Perhaps a good datpiff-ized alternate title would be $hock and Awe - it's the systematic restructuring of foreign governments in crisis by free-market ideologues for profit (a process Naomi Klein compares to shock treatment or enhanced interrogation). It's a staggering book. Please don't tell my dad it's my staff pick.
The story of Jean-Claude Romand tests the limits of believability. To all appearances, he led a comfortable bourgeois life with a good career as a doctor at the WHO and a nice family at home. When his family is murdered and he attempts suicide, the unraveling begins. Carrère crafts an eerie study in identity and evil in his telling of Romand’s unfathomable story.
Who needs sexy-teen-vampires or cruel dystopian universes when the world we live in is already ripe with unbelievable ways of living. Enter Starbird Murphy: a 16-year-old girl living on a hippie commune on farm in Washington. Growing up sheltered from the ways of the Outside World. She's never lived outside of the farm, held real money, eaten a candy bar or shopped at a mall. So when Starbird's world is imploded when she leaves the farm, becomes a waitress at a diner, attends high school for the first time, and discovers the bigness of her own life---prepare to just DIE from emotions. Starbird is bold, smart, brave, big-spirited, and loyal. Everything I wanted to be when I was 16, and #letsbereal, everything I want to be today. Here is a story to feast upon. BUY THIS BOOK.
So you have questions. Is this collection of short stories engrossing? Yes, I believe so. Is it funny? I did spit out my Guinness. Is it bizarre and dark? Yes, there are touches of that too. From the aftermath of a young black jazz musician appropriating the Confederate Flag as a source of pride in South Carolina to a wayward stranger's gift in fixing everything from toasters to the already pronounced dead, Percival Everett's collection is a perceptive two hundred page example of the human condition.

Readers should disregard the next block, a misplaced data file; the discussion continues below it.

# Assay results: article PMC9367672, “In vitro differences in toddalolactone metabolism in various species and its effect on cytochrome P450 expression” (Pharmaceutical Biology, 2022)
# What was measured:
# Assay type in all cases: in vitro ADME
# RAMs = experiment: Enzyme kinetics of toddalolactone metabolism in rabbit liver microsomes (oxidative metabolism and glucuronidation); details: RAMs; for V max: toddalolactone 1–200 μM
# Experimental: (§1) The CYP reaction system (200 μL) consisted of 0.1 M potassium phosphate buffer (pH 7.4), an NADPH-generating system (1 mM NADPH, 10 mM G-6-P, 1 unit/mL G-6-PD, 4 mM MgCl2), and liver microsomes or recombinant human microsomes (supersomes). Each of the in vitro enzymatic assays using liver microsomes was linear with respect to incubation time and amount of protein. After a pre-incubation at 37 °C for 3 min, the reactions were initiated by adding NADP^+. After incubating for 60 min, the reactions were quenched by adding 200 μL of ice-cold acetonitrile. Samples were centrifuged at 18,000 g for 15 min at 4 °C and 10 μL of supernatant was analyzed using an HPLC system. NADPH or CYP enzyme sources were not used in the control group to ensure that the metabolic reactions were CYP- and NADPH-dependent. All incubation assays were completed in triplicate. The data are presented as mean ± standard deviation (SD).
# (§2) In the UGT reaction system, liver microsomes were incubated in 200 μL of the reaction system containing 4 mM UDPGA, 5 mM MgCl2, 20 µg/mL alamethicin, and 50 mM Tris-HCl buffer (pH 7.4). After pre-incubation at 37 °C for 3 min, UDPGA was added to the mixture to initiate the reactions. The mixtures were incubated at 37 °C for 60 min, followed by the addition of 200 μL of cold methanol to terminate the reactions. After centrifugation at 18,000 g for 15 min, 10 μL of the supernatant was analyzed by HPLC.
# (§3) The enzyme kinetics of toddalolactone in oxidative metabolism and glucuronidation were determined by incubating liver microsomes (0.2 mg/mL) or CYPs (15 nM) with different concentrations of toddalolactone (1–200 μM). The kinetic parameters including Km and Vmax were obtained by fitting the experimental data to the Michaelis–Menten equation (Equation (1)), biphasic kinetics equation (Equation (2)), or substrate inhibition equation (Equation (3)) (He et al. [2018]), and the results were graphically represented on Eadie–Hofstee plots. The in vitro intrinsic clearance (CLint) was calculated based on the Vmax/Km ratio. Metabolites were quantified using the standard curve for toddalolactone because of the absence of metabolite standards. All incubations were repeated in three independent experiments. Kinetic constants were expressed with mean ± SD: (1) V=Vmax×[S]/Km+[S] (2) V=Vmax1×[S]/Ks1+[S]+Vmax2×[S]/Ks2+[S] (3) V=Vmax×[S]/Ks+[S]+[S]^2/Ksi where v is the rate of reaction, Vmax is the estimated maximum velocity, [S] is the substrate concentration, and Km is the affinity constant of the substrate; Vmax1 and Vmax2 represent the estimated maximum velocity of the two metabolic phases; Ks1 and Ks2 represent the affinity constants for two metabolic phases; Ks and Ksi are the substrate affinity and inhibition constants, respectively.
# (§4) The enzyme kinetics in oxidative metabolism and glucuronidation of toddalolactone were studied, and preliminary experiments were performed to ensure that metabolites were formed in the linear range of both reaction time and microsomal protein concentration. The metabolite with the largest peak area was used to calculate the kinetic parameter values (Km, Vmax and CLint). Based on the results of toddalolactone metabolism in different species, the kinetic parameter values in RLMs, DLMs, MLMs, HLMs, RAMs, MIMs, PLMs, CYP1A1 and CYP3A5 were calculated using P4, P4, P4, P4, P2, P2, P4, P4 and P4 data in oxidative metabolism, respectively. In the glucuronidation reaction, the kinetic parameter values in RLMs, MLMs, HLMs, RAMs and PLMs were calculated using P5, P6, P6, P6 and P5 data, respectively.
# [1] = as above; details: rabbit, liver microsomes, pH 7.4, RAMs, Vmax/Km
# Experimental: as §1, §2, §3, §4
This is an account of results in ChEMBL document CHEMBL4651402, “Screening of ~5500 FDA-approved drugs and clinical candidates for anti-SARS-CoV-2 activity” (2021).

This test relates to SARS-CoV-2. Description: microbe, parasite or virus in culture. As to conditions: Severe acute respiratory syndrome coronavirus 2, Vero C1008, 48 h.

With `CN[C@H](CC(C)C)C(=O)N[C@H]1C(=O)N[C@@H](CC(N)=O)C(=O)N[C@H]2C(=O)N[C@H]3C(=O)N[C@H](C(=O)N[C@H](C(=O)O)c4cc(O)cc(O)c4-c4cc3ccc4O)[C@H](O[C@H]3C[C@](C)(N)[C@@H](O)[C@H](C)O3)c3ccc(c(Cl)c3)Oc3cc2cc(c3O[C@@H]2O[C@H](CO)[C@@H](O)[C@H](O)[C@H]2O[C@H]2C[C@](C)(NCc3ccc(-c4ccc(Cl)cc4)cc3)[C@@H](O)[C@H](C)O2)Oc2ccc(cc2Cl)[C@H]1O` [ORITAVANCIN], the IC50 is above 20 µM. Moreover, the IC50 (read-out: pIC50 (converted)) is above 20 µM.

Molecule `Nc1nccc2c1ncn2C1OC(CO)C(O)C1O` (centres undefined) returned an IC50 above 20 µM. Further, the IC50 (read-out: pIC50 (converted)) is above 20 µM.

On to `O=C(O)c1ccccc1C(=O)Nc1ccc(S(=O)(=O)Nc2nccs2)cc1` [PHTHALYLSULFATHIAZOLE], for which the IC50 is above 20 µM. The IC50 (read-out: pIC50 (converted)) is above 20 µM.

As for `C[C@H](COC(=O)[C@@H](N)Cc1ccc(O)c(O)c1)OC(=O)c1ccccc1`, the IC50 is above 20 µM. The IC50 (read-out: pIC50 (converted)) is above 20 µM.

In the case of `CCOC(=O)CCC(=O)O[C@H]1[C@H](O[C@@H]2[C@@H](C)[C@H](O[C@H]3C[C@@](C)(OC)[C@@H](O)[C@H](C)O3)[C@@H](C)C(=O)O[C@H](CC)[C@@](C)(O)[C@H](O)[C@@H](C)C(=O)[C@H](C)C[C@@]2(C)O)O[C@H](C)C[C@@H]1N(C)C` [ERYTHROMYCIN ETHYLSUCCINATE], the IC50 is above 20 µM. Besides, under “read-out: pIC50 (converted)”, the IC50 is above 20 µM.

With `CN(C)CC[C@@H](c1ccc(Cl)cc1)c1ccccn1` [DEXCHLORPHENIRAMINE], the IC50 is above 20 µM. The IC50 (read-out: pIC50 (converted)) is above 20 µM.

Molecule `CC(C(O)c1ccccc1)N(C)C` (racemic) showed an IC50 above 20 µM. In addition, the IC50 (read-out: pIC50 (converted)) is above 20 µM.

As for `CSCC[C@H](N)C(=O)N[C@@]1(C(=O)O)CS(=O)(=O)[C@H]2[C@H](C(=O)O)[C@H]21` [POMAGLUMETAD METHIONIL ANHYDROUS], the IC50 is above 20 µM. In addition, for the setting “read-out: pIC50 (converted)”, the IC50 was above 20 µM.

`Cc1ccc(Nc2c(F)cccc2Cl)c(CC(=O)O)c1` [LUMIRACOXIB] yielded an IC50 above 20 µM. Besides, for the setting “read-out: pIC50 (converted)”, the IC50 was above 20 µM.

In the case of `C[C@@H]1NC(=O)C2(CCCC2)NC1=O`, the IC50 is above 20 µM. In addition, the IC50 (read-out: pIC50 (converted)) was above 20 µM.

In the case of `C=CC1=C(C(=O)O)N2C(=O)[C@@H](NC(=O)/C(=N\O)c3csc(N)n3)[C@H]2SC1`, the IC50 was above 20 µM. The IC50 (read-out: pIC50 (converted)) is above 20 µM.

A two-for-one of West’s dark, deformed vision of America. Miss Lonelyhearts follows the demise of a journalist unraveled by the despair he reads in advice-seeking letters. The Day of the Locust charts the stories of the Hollywood fringe. Both stories take turns for the worse and the violent crescendo is shocking and palpable.
Did you just turn up your beak at my staff pick? Think again. Crow Planet is more than a fascinating meditation on crows. Lyanda Lynn Haupt weaves a narrative that not only examines the complicated and dark history of the species but also looks at the overlap of human and animal geographies, and why crows may outlive us all. In short, crows are awesome and mysterious creatures.
Does Peggy know her way of life casts a dull, pallid light on the wasteland that is the life of a city chicken? Bok. She only finds solace in her routine until the winds of fate whisk her away to the cold, disorienting, nightmare of modernity. Peggy copes by following the sunflower of hope, the one thing that reminds her of home. Bok. Peggy is one of us. Peggy is all of us. And now, without further Bok, we present you: Peggy.